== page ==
There has been a "complete change in the consumer psyche" when it comes to bottled water, the commercial director of Highland Spring Group told Campaign.
Simon Oldham said bottled water had become "part and parcel" of many people’s lives – but there was still a big opportunity for brands to increase penetration.
"If you think back to five years ago, even less than that, people would walk out the house and they’d have keys, wallet, phone; that was the checklist," said Oldham.
"It’s now keys, wallet, phone, water. Bottled water has become part and parcel of daily life for a lot of people. That’s the biggest single change – people have a bottle of water as an accessory now."
Oldham’s perspective is backed up by figures – bottled water has seen surging sales in the UK in recent years. Data from Zenith’s bottled water report shows that consumption in 2015 went up 8.2%, reaching 3.3 billion lites, with a retail value of more than £2.5bn. Volumes have doubled over the last 15 years, and Zenith projects they will reach 4.8 billion by 2020.
Oldham said that despite this, there are still plenty of consumers that do not drink any kind of water – let alone not drinking bottled water.
"The average [amount of bottled water bought annually] in the UK is 44 litres per capita, a fraction what you would see in some European markets," said Oldham.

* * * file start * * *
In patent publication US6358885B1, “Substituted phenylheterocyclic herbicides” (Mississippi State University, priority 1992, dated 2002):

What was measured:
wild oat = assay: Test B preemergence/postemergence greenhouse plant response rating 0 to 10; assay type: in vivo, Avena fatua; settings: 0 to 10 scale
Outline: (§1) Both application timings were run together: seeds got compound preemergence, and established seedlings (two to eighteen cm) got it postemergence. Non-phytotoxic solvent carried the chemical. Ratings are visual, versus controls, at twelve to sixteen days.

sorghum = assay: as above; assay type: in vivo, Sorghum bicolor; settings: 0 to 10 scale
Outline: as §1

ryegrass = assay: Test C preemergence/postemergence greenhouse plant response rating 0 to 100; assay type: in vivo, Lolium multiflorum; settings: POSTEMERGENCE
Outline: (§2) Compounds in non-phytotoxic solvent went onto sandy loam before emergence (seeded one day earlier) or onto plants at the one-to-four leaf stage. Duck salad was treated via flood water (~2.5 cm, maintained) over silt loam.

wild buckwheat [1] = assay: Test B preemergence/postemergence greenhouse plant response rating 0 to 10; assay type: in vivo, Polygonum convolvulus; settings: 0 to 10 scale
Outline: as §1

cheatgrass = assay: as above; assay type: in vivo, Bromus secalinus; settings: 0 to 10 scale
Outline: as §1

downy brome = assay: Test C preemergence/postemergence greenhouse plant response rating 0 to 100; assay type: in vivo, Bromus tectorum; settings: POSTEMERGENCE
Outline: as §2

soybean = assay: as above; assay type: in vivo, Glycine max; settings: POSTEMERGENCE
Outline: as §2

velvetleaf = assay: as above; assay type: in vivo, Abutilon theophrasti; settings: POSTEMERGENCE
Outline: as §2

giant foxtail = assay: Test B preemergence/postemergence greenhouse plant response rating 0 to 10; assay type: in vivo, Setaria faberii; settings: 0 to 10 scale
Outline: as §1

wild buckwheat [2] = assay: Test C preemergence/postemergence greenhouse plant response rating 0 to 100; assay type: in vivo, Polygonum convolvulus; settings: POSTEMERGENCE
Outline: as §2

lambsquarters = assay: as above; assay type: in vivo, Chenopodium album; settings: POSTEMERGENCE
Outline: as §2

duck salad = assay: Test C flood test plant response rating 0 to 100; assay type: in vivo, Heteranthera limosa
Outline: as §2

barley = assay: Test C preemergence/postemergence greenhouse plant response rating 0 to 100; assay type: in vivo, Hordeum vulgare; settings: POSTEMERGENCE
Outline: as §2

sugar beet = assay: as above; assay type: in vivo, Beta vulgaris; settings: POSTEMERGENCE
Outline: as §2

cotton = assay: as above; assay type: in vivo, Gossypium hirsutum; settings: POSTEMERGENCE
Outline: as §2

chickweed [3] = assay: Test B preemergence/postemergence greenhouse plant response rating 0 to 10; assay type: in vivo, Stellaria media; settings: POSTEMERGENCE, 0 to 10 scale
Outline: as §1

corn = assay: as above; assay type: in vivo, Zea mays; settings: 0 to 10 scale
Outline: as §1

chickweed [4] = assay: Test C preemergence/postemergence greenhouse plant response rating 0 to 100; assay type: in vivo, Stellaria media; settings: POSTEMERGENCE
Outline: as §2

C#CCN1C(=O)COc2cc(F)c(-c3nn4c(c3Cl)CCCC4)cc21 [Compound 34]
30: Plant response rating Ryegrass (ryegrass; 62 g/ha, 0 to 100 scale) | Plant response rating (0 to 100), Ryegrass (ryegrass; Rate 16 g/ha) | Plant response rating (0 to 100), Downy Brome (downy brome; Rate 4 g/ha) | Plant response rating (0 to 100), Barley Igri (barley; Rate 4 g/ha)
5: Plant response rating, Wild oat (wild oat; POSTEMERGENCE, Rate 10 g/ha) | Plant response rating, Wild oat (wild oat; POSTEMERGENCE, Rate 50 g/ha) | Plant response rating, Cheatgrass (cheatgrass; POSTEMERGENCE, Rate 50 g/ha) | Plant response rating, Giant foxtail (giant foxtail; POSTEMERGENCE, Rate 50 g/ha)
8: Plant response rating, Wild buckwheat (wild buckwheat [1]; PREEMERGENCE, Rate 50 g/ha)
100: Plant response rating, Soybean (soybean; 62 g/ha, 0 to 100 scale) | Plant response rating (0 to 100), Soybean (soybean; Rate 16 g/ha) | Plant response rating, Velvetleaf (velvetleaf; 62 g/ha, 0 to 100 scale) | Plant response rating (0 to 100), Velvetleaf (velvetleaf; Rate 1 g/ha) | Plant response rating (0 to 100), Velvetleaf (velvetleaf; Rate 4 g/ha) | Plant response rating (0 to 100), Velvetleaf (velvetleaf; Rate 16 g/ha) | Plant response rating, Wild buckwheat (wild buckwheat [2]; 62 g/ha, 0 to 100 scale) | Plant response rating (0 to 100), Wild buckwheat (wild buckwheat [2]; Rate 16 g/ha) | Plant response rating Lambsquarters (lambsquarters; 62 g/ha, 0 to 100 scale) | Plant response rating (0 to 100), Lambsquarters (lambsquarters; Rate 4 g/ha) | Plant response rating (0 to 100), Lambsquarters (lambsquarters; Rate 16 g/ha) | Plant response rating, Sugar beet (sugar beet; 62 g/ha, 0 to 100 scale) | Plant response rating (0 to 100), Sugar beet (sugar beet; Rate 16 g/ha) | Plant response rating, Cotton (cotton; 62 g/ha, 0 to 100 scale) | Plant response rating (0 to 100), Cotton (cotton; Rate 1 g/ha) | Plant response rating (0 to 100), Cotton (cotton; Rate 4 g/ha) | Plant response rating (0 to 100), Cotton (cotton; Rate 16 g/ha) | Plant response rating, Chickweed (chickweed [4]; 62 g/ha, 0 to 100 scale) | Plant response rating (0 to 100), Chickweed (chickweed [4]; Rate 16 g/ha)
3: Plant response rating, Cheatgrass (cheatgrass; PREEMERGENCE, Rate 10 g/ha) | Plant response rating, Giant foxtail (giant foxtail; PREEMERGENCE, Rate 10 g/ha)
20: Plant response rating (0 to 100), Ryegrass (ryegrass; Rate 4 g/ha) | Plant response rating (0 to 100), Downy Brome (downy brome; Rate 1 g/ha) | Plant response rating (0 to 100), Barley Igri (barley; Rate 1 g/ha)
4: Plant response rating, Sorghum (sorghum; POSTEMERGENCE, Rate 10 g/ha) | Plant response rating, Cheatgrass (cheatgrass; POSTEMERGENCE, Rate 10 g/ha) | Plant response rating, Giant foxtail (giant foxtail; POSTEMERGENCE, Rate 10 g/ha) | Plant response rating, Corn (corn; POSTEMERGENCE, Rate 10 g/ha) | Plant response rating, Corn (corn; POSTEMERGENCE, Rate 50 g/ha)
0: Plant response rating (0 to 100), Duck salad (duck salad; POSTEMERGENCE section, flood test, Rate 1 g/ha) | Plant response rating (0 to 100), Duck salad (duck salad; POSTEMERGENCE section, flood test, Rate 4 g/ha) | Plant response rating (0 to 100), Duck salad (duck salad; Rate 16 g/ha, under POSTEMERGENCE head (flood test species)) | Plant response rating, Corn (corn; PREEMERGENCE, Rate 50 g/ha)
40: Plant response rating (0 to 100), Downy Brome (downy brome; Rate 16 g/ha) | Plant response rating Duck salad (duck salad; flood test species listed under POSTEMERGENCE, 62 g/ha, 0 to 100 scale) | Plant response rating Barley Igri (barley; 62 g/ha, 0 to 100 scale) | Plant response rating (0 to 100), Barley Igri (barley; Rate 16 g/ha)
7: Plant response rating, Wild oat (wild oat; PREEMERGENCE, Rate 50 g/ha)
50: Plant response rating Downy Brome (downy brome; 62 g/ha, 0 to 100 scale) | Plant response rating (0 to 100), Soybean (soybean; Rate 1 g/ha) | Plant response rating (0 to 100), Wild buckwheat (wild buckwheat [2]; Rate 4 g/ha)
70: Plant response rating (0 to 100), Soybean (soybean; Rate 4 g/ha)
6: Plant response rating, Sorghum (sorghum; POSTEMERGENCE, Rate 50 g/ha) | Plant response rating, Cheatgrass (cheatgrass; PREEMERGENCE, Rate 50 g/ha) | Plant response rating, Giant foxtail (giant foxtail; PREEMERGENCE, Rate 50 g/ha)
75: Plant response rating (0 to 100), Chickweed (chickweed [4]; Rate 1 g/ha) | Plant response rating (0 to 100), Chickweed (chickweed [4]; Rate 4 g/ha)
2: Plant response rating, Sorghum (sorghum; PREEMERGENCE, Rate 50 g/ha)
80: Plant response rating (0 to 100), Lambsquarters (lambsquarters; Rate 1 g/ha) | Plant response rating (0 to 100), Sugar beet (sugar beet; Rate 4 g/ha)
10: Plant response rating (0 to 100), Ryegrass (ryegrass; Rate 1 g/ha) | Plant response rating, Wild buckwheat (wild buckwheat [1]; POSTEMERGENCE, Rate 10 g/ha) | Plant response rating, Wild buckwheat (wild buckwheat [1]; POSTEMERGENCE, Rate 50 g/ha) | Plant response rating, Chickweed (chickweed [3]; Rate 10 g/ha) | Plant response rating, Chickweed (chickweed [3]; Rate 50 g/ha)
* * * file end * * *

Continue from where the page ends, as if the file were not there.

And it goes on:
"In terms of absolute penetration, bottled water is at about 54%, so there’s a lot of headroom. But also, less than 60% of people drink a glass of water per day.
"Healthy hydration is a message that’s been talked about for a number of years now. We would advocate drinking more water, pure and simple. If people choose to drink tap water, that’s fine, that’s still good – if they get into the habit of drinking tap water, they might choose to drink bottled water too."
A Spring in its step
Highland Spring itself will be looking to tap into the surge in demand by reconsidering its positioning; it’s undergoing a strategic review, following a major consumer study conducted last year.
Last month, it appointed Whitespace to its integrated strategic creative account, after a competitive pitch including the previous incumbent, Story. Whitespace already held the brand’s digital account.
"The work that we did last year have shown us some really clear insights about the bottled water consumer, their behaviour, what they’re looking for, their habits, and about us a brand and how we fit into those," said Oldham.
"We are looking to rejuvenate, we are looking to stay ahead of the game and develop our brand, so it is going to be moving forwards. There will undoubtedly be things we’re looking to change."